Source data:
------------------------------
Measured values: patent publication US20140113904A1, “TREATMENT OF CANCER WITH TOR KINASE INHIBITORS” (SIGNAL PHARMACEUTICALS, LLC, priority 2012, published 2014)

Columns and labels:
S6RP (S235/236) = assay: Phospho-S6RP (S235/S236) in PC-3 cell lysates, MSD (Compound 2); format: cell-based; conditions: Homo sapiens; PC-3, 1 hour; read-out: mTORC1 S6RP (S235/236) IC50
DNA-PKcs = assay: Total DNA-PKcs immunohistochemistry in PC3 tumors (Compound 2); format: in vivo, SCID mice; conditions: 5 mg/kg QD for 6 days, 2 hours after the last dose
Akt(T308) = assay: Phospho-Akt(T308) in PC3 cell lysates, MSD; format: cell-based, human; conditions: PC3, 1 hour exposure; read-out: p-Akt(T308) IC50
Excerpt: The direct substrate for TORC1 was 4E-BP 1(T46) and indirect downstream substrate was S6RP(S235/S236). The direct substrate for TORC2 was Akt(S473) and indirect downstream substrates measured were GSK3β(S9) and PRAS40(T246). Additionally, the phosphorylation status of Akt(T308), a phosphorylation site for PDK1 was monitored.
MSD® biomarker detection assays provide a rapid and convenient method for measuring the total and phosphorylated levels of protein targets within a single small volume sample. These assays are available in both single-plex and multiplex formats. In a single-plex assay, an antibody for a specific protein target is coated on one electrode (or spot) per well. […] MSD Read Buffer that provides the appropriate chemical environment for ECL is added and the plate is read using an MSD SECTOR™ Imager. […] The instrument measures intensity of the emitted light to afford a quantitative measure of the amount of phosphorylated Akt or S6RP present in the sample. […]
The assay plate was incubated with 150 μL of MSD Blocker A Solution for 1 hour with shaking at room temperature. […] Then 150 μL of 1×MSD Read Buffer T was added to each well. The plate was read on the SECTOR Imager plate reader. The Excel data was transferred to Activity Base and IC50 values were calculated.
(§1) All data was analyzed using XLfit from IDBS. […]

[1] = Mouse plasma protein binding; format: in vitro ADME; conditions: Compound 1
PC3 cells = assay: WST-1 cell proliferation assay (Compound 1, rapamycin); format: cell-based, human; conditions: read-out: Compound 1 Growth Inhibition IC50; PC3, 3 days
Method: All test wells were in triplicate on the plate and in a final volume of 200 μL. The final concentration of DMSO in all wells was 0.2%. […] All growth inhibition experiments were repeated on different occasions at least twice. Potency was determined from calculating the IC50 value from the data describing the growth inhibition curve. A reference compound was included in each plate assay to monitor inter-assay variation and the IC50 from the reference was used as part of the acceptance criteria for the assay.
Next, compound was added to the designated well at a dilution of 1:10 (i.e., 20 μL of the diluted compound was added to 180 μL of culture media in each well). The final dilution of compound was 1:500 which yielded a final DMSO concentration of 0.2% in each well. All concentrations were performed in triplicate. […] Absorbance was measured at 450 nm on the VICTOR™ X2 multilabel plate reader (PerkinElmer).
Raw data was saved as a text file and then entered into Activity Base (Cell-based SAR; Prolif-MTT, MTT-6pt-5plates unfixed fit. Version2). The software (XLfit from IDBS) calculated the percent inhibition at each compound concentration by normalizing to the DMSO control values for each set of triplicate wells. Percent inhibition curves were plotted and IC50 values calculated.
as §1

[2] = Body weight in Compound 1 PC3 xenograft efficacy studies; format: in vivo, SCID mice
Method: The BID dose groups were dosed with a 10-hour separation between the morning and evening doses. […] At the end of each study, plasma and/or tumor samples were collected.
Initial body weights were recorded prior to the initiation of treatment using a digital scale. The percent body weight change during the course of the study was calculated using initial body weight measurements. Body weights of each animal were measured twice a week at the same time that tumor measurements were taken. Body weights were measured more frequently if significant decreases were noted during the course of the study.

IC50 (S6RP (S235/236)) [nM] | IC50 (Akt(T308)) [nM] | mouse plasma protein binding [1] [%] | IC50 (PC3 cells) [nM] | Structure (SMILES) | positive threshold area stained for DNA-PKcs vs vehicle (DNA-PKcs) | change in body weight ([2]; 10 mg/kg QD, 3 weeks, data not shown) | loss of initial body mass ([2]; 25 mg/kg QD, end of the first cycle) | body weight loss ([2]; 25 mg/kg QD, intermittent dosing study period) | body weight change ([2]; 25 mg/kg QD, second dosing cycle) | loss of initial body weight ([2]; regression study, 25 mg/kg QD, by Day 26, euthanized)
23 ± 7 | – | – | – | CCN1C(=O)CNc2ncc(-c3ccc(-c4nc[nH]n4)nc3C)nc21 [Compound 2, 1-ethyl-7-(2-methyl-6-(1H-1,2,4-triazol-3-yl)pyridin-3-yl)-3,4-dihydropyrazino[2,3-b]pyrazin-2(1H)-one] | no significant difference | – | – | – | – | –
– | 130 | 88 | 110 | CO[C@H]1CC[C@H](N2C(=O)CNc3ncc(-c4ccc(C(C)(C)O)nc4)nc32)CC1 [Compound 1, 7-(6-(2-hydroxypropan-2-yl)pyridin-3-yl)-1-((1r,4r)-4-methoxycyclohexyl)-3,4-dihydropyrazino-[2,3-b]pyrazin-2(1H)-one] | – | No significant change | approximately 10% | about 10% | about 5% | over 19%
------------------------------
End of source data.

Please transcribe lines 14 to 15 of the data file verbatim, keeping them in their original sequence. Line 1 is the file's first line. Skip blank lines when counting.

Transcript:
Raw data was saved as a text file and then entered into Activity Base (Cell-based SAR; Prolif-MTT, MTT-6pt-5plates unfixed fit. Version2). The software (XLfit from IDBS) calculated the percent inhibition at each compound concentration by normalizing to the DMSO control values for each set of triplicate wells. Percent inhibition curves were plotted and IC50 values calculated.
as §1